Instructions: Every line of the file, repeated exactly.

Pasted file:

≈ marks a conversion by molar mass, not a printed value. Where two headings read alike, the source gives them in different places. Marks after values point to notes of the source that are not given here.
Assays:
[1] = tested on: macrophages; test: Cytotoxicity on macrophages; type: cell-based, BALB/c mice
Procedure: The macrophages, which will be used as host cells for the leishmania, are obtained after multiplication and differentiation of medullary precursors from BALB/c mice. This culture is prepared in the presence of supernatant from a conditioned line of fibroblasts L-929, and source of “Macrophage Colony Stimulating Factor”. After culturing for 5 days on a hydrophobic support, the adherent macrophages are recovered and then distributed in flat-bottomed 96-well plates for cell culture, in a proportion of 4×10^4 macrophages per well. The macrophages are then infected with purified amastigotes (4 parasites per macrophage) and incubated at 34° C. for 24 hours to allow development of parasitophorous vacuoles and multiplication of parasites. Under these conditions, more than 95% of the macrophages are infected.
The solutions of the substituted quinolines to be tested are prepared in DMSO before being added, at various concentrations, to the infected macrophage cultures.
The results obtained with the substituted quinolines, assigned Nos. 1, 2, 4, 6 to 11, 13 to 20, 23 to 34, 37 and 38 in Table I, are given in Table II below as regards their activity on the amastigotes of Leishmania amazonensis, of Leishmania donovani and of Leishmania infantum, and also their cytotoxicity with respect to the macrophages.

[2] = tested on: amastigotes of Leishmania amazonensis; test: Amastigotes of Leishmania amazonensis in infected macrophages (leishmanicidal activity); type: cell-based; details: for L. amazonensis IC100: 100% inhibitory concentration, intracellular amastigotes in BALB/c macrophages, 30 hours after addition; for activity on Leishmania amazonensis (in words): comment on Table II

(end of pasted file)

≈ marks a conversion by molar mass, not a printed value. Where two headings read alike, the source gives them in different places. Marks after values point to notes of the source that are not given here.
Assays:
[1] = tested on: macrophages; test: Cytotoxicity on macrophages; type: cell-based, BALB/c mice
Procedure: The macrophages, which will be used as host cells for the leishmania, are obtained after multiplication and differentiation of medullary precursors from BALB/c mice. This culture is prepared in the presence of supernatant from a conditioned line of fibroblasts L-929, and source of “Macrophage Colony Stimulating Factor”. After culturing for 5 days on a hydrophobic support, the adherent macrophages are recovered and then distributed in flat-bottomed 96-well plates for cell culture, in a proportion of 4×10^4 macrophages per well. The macrophages are then infected with purified amastigotes (4 parasites per macrophage) and incubated at 34° C. for 24 hours to allow development of parasitophorous vacuoles and multiplication of parasites. Under these conditions, more than 95% of the macrophages are infected.
The solutions of the substituted quinolines to be tested are prepared in DMSO before being added, at various concentrations, to the infected macrophage cultures.
The results obtained with the substituted quinolines, assigned Nos. 1, 2, 4, 6 to 11, 13 to 20, 23 to 34, 37 and 38 in Table I, are given in Table II below as regards their activity on the amastigotes of Leishmania amazonensis, of Leishmania donovani and of Leishmania infantum, and also their cytotoxicity with respect to the macrophages.

[2] = tested on: amastigotes of Leishmania amazonensis; test: Amastigotes of Leishmania amazonensis in infected macrophages (leishmanicidal activity); type: cell-based; details: for L. amazonensis IC100: 100% inhibitory concentration, intracellular amastigotes in BALB/c macrophages, 30 hours after addition; for activity on Leishmania amazonensis (in words): comment on Table II